According to several alarming new reports, the counterfeit drug industry is booming. In fact, according to a USA Today piece and a news segment by Dan Rather, the counterfeit drug industry brings in between $75 and $200 billion a year. These counterfeit medications can range from harmless to extremely dangerous: they either are impotent or toxic, but you can never be sure which it’s going to be. In other words, counterfeit medications pose a russian roulette game of chance for consumers that rely on these drugs for their health and well-being.
Last year alone, there were an estimated 1,700 incidences of counterfeit medications worldwide, which is triple what it was in 2004. According to experts, the growth of the market is attributable to the difficulty of detecting counterfeit medications. Unfortunately, the problem is only expected to get worse: a weak economy along with higher drug prices means more consumers will seek out cheaper alternatives online or from other unauthorized dealers. In total, there were about 800 fake versions of pharmaceutical products on the market last year, most of which came from drug rings in China, India, and other parts of Asia.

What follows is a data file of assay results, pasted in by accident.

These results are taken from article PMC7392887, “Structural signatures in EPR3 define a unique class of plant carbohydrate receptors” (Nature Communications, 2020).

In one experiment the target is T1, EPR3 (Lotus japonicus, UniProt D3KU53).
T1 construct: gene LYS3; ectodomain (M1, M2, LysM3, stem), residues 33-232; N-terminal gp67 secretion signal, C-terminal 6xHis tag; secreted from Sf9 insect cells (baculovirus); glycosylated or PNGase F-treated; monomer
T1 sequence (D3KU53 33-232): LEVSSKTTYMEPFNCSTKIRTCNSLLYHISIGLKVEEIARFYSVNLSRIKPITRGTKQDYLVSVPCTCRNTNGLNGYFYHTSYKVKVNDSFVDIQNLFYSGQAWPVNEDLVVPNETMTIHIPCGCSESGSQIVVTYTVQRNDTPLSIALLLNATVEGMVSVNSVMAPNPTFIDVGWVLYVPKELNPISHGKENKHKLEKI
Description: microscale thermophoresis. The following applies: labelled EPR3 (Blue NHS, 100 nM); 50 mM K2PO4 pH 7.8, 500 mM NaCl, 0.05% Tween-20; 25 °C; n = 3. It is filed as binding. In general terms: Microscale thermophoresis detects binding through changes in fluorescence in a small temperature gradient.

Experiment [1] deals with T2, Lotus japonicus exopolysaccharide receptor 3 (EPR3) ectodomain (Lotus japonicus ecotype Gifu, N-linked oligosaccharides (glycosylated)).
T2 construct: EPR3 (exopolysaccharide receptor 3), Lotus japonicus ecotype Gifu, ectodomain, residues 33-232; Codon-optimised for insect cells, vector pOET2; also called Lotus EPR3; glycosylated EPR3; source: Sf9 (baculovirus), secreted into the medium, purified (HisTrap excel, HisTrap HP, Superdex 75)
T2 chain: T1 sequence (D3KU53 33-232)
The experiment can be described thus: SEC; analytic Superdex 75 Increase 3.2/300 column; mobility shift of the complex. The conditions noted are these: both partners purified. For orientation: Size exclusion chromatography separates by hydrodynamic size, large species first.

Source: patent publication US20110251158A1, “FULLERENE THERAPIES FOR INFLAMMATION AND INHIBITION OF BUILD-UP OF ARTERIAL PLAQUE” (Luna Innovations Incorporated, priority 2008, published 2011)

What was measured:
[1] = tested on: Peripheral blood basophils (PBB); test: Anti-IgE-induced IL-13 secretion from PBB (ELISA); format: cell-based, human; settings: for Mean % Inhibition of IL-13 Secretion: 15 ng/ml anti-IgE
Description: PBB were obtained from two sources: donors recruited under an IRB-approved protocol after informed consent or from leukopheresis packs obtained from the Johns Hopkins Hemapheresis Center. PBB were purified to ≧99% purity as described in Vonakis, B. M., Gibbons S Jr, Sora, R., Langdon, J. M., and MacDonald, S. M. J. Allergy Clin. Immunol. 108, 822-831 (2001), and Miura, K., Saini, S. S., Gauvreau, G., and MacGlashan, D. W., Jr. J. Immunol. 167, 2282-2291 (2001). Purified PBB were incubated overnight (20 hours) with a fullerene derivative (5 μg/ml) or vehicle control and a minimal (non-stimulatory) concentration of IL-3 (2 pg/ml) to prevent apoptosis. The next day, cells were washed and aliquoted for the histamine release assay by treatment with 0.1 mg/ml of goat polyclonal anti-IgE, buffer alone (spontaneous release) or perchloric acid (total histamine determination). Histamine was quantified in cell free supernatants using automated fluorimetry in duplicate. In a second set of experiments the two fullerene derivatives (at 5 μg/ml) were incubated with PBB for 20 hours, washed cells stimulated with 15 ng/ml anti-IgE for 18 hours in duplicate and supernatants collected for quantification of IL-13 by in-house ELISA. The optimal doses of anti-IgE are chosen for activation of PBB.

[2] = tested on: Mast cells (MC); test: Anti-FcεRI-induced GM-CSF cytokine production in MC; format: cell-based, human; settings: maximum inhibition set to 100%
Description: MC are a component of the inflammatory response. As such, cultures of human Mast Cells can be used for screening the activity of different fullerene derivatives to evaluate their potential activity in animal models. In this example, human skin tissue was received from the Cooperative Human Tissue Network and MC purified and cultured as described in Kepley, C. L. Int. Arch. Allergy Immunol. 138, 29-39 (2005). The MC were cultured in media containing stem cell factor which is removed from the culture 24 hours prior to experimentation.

In many countries, the penalties for selling counterfeit drugs aren’t very stringent. China, however, has begun to step up its efforts related to the detection and seizure of counterfeit drugs. As a result of the rise of the counterfeit drug industry, pharmaceutical companies are also investing considerable resources to protect their products. For pharmaceutical companies it isn’t just a question of profits, but their reputation, as consumers’ lives are put as risk by fake medications posing as the real thing.